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RAISING HEALTHY CHILDREN

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Educators from Carolina Friends School in Durham explore the relationship between health and education.


Libby Pittman Pendergrast graduated from the University of South Carolina with a degree in child development. She joined the CFS staff in 1973 and leads the Campus Early School for students ages three to five. Charlie Layman has been on the CFS staff for more than 20 years. He teaches reading and writing and creates the Design Technology classes in the Lower School. He also supports his colleagues as the Staff Clerk. Christel Greiner Butchart has been teaching in the CFS Middle School for six years, including now the Conflict Resolution course. She is the recent recipient of the Rotary Peace Fellowship to study Peace and Conflict Resolution at the University of Queensland in Australia. Sherri Moore-Mott joined the CFS community as the Upper School Guidance Counselor and Learning Services Coordinator in 2006. She received her BA (English/Writing) and MED in counselor education from ECU and her M.DIV from Duke; she also completed a year-long residentcy in clinical training at DUMC.


CAROLINA FRIENDS SCHOOL
is an independent Quaker school serving students 3-18. Contact the school at:
4809 Friends School Road
Durham, NC 27705
Telephone: ( 919) 383-6602;
www.cfsnc.org

Ages & Stages:
Conflict Resolution at Carolina Friends School

By Libby Pittman Pendergrast, Charlie Layman,
Christel Greiner Butchart, and Sherri Moore-Mott

Conflict is an unavoidable experience in the life of all of us, including children. As teachers, we are grateful to be a part of an educational community that believes “… that peace is not the absence of conflict but the peaceful resolution of conflict” and understands that “the resolution of personal and interpersonal conflict is a lifelong task.” (Carolina Friends School Statement of Mission and Philosophy) This belief leads us to devote careful attention to teaching conflict resolution and related skills and habits in age-appropriate ways throughout the “ages and stages” of students’ lives at CFS.

Early School Students (ages 3 to 6)

Young children are by nature egocentric. When they enter a school environment there are many opportunities during the school day to experience conflict. All throughout the day a child will experience internal and external conflict. The sharing of materials is often at the heart of conflicts in Early School, as is the sharing of ideas and adult attention.

Libby Pittman Pendergrast
Early School

We approach conflict resolution from a developmental point of view. In our family-grouped classroom some of our students are very young three-year-olds. For the first part of the school year when a conflict arises, teachers will have to describe what is going on for the children and provide them with the language to use in identifying the problem and a solution. With continued support and guidance from the teachers, the children gain more experience in resolving conflict; they grow in their ability to describe the problem, take turns talking, and brainstorm solutions. We are very big on “the next time,” helping children understand that resolving conflict is about what you learned when you grabbed that toy out of your friend’s hand, or maybe even hit them when they tried to grab it back, and what you will choose to do next time something like that happens.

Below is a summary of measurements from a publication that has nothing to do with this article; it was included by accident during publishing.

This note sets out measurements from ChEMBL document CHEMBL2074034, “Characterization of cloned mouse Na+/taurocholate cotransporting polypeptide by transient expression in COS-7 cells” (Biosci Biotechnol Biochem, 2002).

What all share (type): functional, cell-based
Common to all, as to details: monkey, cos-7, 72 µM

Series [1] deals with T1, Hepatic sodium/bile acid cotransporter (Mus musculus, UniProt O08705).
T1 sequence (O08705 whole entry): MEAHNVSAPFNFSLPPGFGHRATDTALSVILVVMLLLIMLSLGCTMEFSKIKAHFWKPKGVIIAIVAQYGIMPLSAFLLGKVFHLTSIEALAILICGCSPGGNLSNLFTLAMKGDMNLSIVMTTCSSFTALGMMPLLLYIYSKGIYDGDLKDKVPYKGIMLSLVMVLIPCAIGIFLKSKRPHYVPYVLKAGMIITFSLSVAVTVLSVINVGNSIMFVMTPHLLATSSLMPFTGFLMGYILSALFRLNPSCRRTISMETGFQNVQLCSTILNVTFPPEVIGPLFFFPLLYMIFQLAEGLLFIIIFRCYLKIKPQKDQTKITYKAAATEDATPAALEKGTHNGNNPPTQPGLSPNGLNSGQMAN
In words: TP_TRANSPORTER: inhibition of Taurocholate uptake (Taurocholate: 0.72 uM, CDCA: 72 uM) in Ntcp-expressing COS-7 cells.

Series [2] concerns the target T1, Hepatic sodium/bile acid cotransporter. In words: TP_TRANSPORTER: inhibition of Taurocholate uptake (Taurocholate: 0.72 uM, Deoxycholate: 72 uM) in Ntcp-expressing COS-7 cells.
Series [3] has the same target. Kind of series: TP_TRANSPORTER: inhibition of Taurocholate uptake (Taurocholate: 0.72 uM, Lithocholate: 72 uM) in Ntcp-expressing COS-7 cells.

We want our children to believe that they are problem solvers and that there are often several solutions to a problem. Adults sometime underestimate the ability of children to solve their own problems. With guidance and support from their teachers, children begin to feel confident in their problem solving skills and are eager to share them with others when the need arises.

Lower School Students (ages 6-10)

In Lower School, we begin teaching conflict resolution skills on the first day of the school year. In the early weeks of the year, students are invited to design classroom rules, consider queries that help them reflect on their actions, and engage in structured conflict resolution practices. Role plays are fun and effective ways to help them learn these important skills.

Charlie Layman
Lower School

Key questions help children navigate conflicts that arise for them. A flow chart is posted in every classroom:

  • Does someone need help right away? If yes – get a teacher. If no – go to question 2.
  • Can we solve the problem ourselves? If yes – arrange for a conference during which we agree to listen, speak respectfully, and come up with a plan. If no – ask a teacher to help facilitate a conference.
  • Evaluate how the process works.
  • Seek further help if needed.

It is common for us to gather after snack or lunch recess, especially at the beginning of the year, to talk with students about playground experiences, thus fostering shared responsibility for the social fabric of our Lower School community.